Contributing to CLI design as an IxD

Is anyone here working in a design role with an engineering team to help them improve the UX of the command-line tool?

If so, do you have any resources, or guides or any wisdom you could share that would help a designer with a background in IxD for GUI products pivot and become capable of applying those same principles of good UX design, but to non-GUI products (like a command-line tool, or API etc)?

1 Like

I haven’t work on anything like that. Seems you want to improve the user experience of Terminal/Command Prompt. Here is a resource.

2 Likes

Hi @jonnyrobots,

Nice to meet you! At the moment, I’m working on the usability of pip (the Python package manager) which is a CLI tool.

Hmm, that’s a good question you’ve asked. I’ve been putting together a (short) list of resources for myself about CLI design. It’s not a very long list. :wink:

I can post some of the things I’ve found here. Most of the same principles apply to CLI, just that its a lot more restricted in terms of possibilities, and that the UI is more…procedural. (I can’t find the right word for what I mean).

In terms of API design, thing main thing is - APIs are for machine to machine interaction. That interaction needs to be built by developers. Developers understand how the API works by reading the documentation (and possibly reading the code). Therefore it is really important that the documentation is usable by the develoeprs.

So do usability testing of the documentation with the developers. If necessary, get a content designer (person who writes good readable documentation) and get them involved in testing the documentation. There are different ways you can do this, here’s an easy old method

(I don’t have an experience of testing APIs and their documentation with this method)

If you have any particular questions, or things you want to discuss, fire away and post them here.

Also, I’d be very interested in hearing about what your working on.

1 Like

Thanks for the reply @ei8fdb, and the resources.

I’m working on Flyway (a command-line tool for database migrations) and I’ve also found that there’s not a lot out there to help with designing non-GUI dev tools. I’m a product manager, but my background is in design.

We’ve hired a designer onto the team recently. Right now we’re focussing on user research, and the GUI design of a complementary service - but I can’t shake the feeling that it’s possible to contribute to the design of the dev tool itself - it’s just not that obvious how.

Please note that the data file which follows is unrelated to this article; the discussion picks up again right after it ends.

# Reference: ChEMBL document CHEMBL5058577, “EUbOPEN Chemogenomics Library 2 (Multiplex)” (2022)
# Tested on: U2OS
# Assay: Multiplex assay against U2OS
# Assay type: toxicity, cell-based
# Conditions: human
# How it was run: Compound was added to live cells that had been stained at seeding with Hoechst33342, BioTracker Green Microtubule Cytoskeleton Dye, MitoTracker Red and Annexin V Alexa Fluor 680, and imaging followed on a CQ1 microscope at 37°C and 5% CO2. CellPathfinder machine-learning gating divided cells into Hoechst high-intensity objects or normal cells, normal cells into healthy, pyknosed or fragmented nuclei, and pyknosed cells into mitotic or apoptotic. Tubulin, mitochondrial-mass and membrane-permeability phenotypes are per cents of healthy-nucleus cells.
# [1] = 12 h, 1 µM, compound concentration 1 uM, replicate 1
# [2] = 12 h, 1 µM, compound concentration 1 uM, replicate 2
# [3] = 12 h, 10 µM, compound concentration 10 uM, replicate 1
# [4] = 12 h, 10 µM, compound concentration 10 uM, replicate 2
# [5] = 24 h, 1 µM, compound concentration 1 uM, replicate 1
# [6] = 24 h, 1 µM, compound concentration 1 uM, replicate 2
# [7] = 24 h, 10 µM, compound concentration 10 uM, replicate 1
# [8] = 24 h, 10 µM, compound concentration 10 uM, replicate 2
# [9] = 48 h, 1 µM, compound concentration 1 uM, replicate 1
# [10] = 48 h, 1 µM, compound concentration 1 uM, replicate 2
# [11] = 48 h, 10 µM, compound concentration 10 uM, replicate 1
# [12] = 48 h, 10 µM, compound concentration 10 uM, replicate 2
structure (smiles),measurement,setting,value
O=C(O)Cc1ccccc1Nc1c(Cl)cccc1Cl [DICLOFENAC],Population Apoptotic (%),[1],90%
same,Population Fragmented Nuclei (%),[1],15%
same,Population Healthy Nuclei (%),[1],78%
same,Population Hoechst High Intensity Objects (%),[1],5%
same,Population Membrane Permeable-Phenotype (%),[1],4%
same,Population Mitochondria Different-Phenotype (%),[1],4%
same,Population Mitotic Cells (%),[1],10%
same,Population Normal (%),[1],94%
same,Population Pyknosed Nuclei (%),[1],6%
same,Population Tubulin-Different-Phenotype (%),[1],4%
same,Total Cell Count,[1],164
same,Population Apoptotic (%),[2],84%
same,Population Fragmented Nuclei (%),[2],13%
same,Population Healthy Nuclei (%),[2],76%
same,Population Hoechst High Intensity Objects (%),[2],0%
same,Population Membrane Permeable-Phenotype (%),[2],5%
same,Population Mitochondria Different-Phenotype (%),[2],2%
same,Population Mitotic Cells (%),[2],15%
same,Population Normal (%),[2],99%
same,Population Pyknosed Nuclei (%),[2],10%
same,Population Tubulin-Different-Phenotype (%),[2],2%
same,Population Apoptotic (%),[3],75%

So far my research has turned up similar results - I think you’re right about the procedural nature of the CLI, the context of API design (ie. a human interacts with it via their code) and the importance of good docs (right down to their IA).

I’ve tried to reverse-engineer what makes a good CLI design, which turned up some interesting insights like inconsistencies between terminal apps - I wrote about it here if you’re interested:

I think what I’d really like to end up with is some kind of tool (or training?) that would help a designer get confident with applying design principles to CLI tools.

There’s some fairly impressive usability work going on that could vastly improve dev experience (like Example 4 in this post) and I think UX people could really help advocate for the value of putting that kind of dev effort into dev tools.

Not CLI design but a colleague shared this on API design recently which I found fascinating!

I hope to work on the design of API’s and/or CLI someday :smiley:

This is interesting - the API absolutely counts as something that needs design love. As Bernard said, the API is for machine-to-machine activity, but even that’s still put together by a human :slight_smile:.

A couple of things I’ve picked up this week…

First, Rich Pictures (which is a systems thinking thing) is a great way to understand a system that involves an API, CLI or any other non-GUI interface.

Second, since I work on an OSS project I’ve never found it hard to get involved from a design / usability point of view, so I was kind of surprised to read that other designers did find it difficult, particularly in showing they can be useful in the short term, which I can see for sure.

1 Like